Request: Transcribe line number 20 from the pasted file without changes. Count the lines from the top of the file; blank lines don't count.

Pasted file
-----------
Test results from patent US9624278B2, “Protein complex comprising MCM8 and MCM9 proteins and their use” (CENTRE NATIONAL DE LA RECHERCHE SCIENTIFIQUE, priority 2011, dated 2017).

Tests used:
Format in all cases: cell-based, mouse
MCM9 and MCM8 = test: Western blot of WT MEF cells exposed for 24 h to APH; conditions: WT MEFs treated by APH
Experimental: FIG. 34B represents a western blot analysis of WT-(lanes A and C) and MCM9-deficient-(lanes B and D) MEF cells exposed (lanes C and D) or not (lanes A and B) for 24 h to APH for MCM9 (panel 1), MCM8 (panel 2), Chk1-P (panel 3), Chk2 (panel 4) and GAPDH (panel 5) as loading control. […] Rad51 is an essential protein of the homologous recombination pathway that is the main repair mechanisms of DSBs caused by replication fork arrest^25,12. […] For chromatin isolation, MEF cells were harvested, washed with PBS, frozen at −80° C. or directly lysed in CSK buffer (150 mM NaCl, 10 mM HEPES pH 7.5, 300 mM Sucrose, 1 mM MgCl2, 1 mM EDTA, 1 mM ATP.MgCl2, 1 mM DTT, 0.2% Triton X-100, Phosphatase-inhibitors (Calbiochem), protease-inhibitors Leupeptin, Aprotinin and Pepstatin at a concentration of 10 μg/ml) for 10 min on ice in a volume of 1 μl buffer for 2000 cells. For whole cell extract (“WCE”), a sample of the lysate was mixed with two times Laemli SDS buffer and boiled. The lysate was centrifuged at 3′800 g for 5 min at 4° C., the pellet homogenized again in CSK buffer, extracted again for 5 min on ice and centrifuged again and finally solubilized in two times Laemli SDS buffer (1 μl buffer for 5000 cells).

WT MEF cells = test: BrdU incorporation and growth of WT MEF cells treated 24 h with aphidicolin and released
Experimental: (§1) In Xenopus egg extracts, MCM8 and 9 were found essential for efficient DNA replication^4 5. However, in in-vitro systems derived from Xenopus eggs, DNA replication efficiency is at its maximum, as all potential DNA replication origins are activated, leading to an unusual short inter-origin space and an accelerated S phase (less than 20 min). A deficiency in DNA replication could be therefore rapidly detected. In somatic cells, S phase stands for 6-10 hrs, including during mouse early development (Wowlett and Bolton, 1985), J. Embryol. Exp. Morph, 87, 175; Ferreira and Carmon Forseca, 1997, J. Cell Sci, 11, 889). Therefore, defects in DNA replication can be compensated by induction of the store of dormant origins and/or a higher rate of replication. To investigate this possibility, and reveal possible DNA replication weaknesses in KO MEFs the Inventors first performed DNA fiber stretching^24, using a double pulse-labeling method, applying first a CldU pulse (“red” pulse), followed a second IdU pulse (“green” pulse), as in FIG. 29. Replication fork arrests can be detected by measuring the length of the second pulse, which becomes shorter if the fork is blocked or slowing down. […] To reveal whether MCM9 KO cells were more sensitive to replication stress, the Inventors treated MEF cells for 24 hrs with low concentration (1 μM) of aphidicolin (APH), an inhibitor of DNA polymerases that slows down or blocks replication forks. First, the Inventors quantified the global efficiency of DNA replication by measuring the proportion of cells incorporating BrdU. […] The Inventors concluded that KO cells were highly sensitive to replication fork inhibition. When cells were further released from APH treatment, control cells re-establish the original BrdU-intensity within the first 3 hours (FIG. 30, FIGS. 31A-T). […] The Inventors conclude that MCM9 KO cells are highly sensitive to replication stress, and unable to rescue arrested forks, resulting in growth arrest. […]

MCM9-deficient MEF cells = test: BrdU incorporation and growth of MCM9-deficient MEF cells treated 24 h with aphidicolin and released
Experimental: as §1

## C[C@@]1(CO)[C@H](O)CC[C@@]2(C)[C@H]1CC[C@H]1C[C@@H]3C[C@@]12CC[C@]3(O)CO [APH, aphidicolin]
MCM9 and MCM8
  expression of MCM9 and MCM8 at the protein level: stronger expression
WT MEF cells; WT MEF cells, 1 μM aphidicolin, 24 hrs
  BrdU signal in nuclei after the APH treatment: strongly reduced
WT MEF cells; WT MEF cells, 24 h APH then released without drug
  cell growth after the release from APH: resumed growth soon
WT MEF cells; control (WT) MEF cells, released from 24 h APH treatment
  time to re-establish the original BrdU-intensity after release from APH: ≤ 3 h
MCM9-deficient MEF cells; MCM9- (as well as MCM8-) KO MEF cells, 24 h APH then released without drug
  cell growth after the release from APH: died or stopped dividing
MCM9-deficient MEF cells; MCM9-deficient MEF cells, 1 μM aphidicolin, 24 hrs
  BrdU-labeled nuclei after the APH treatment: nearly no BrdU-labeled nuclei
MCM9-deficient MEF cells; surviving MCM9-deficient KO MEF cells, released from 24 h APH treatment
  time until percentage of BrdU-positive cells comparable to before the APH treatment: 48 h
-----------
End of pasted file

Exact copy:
  cell growth after the release from APH: died or stopped dividing